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Understanding Precipitation Data

This guide provides a simplified overview of how precipitation data is gathered and processed to inform the public about weather trends and patterns across the United States.

To explore detailed precipitation data and analysis, visit the official National Weather Service's Precipitation Analysis website.

Recent Rainfall Precipitation

The "Recent Rainfall Totals" precipitation data is a compilation of information from the National Weather Service's operations at 12 River Forecast Centers. These centers create gridded precipitation fields with a 4x4 km spatial resolution. Data is collected over a 24-hour period, ending at 1200 UTC, which corresponds with the "hydrologic day" used in river modeling and coincides with most cooperative observers' reporting times.

Average Precipitation

"Average Historical Rainfall" precipitation data represents long-term averages derived from the PRISM climate data sets. Data avergaes are from the periods 1981-2010. This information is critical for establishing a baseline to compare current precipitation against historical averages, providing insight into trends and anomalies in rainfall patterns.

Derived Precipitation Products

Derived products, such as "Rainfall Variation Totals" offer a straightforward way to visualize how current precipitation measures up against historical averages. Showing if the area is above or below normal rainfall amounts in inches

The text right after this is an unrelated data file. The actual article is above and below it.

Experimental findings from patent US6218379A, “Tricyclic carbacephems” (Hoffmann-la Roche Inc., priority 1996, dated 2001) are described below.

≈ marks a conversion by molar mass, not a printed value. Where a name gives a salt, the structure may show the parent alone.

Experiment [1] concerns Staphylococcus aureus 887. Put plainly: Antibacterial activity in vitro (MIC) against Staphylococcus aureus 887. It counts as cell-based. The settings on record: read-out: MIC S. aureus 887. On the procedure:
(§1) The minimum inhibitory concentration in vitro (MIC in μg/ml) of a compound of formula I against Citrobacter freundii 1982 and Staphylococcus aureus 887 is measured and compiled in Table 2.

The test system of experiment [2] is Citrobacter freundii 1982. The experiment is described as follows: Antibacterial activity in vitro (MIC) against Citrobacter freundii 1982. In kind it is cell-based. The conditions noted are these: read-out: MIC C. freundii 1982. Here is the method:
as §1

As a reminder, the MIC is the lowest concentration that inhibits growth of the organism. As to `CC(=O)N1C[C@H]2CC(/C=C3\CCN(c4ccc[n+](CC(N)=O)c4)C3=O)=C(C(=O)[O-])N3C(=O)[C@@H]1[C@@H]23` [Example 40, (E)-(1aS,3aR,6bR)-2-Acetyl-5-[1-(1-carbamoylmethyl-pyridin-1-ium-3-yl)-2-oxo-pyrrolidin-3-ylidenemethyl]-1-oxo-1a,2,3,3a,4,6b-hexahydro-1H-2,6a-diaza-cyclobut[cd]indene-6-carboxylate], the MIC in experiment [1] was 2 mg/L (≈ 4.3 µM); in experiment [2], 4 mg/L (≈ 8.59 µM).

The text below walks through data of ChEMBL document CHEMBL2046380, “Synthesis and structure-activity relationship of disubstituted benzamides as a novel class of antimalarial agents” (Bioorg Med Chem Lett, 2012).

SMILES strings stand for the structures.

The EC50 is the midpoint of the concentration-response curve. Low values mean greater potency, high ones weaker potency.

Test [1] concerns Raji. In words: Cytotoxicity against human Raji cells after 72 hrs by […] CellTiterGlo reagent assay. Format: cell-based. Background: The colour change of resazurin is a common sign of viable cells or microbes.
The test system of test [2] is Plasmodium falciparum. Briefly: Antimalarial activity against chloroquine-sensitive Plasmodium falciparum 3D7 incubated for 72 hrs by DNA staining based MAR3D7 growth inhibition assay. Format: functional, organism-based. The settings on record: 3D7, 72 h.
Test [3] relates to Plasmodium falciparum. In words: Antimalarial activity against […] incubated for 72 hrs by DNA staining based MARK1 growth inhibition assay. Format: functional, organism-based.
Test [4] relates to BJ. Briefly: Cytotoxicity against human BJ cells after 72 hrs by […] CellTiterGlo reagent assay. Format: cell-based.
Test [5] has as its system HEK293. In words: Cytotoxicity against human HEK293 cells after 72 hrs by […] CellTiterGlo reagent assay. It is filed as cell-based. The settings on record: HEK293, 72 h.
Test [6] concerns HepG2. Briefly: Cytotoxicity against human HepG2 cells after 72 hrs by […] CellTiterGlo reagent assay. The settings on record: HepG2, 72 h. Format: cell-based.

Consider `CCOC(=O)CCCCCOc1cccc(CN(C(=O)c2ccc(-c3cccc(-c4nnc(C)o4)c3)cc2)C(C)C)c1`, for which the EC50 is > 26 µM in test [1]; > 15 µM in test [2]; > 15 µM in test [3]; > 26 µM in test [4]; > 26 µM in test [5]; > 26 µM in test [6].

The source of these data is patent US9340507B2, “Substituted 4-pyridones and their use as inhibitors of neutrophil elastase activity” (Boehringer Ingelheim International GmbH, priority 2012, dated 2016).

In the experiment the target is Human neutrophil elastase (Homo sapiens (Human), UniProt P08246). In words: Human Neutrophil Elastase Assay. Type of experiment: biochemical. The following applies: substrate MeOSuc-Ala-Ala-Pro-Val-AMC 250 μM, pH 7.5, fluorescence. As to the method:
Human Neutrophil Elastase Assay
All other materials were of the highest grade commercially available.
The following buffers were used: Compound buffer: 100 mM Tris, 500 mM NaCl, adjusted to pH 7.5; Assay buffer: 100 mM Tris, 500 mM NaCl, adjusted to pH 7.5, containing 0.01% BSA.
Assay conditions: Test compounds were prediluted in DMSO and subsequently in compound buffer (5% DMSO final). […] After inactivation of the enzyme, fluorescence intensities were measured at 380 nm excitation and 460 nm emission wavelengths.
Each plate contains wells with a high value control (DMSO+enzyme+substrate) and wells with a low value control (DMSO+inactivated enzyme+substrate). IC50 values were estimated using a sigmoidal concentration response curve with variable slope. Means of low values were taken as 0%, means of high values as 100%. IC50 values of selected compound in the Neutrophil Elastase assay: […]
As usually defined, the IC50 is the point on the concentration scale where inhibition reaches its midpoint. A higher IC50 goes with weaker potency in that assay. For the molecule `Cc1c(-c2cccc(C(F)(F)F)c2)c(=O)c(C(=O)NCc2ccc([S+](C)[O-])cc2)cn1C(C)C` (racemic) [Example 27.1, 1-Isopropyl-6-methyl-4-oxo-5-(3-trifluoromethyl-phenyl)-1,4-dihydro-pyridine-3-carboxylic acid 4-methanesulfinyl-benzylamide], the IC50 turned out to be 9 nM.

If "Data not available"

If the data is not available, it could be due to a variety of reasons, including the area not being covered by the National Weather Service, especially outside of the United States, or the river forecast center not having submitted their data for that area. If the river forecast centers have not submitted their data, you can return and check at a later date to see if it has been submitted.

Observation Methods

Multisensor techniques are employed to gather "Observed" data, utilizing inputs from radar, ground gauges, and satellite observations. This approach provides a more accurate estimation of precipitation then a single sensor approach, although it's important to note that there can be discrepancies due to factors like radar calibration, gauge siting, geography (mountains, etc.) and the nature of precipitation itself.

Note: The data provided here and on the National Weather Service's website is for informational purposes and should not be used as the sole resource for decision-making in critical situations. Always consult with local weather service advisories for the most current and accurate information.

For more in-depth information on the methodologies, data quality, and applications of this precipitation data, please refer to the additional resources available on the NWS Precipitation Analysis website.